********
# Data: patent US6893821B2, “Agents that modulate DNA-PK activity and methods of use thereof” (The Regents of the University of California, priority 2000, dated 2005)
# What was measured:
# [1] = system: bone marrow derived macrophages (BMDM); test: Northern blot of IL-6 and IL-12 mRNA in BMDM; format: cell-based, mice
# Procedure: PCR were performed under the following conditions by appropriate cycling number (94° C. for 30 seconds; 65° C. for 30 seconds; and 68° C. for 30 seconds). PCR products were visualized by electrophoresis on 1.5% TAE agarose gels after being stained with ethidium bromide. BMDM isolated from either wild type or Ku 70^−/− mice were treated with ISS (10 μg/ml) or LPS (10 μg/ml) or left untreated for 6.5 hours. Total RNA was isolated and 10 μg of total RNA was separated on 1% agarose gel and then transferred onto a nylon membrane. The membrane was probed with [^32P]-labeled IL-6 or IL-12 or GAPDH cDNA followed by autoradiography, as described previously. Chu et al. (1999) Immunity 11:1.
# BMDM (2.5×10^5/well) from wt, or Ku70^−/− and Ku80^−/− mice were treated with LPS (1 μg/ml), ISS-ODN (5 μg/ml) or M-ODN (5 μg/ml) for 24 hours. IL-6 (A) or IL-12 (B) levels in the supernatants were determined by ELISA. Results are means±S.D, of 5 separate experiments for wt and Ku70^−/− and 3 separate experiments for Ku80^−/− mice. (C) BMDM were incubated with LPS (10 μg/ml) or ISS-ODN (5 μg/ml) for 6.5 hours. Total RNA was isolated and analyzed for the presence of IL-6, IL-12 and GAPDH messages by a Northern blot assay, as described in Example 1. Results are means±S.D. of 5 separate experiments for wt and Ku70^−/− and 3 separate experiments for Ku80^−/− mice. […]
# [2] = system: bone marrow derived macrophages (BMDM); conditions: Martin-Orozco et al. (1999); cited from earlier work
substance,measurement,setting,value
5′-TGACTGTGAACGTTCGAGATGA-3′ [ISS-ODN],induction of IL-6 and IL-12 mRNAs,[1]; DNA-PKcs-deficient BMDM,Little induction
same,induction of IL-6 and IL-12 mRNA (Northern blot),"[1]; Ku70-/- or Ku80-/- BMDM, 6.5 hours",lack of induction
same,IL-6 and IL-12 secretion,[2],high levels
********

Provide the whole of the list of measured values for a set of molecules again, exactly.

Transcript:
# Data: patent US6893821B2, “Agents that modulate DNA-PK activity and methods of use thereof” (The Regents of the University of California, priority 2000, dated 2005)
# What was measured:
# [1] = system: bone marrow derived macrophages (BMDM); test: Northern blot of IL-6 and IL-12 mRNA in BMDM; format: cell-based, mice
# Procedure: PCR were performed under the following conditions by appropriate cycling number (94° C. for 30 seconds; 65° C. for 30 seconds; and 68° C. for 30 seconds). PCR products were visualized by electrophoresis on 1.5% TAE agarose gels after being stained with ethidium bromide. BMDM isolated from either wild type or Ku 70^−/− mice were treated with ISS (10 μg/ml) or LPS (10 μg/ml) or left untreated for 6.5 hours. Total RNA was isolated and 10 μg of total RNA was separated on 1% agarose gel and then transferred onto a nylon membrane. The membrane was probed with [^32P]-labeled IL-6 or IL-12 or GAPDH cDNA followed by autoradiography, as described previously. Chu et al. (1999) Immunity 11:1.
# BMDM (2.5×10^5/well) from wt, or Ku70^−/− and Ku80^−/− mice were treated with LPS (1 μg/ml), ISS-ODN (5 μg/ml) or M-ODN (5 μg/ml) for 24 hours. IL-6 (A) or IL-12 (B) levels in the supernatants were determined by ELISA. Results are means±S.D, of 5 separate experiments for wt and Ku70^−/− and 3 separate experiments for Ku80^−/− mice. (C) BMDM were incubated with LPS (10 μg/ml) or ISS-ODN (5 μg/ml) for 6.5 hours. Total RNA was isolated and analyzed for the presence of IL-6, IL-12 and GAPDH messages by a Northern blot assay, as described in Example 1. Results are means±S.D. of 5 separate experiments for wt and Ku70^−/− and 3 separate experiments for Ku80^−/− mice. […]
# [2] = system: bone marrow derived macrophages (BMDM); conditions: Martin-Orozco et al. (1999); cited from earlier work
substance,measurement,setting,value
5′-TGACTGTGAACGTTCGAGATGA-3′ [ISS-ODN],induction of IL-6 and IL-12 mRNAs,[1]; DNA-PKcs-deficient BMDM,Little induction
same,induction of IL-6 and IL-12 mRNA (Northern blot),"[1]; Ku70-/- or Ku80-/- BMDM, 6.5 hours",lack of induction
same,IL-6 and IL-12 secretion,[2],high levels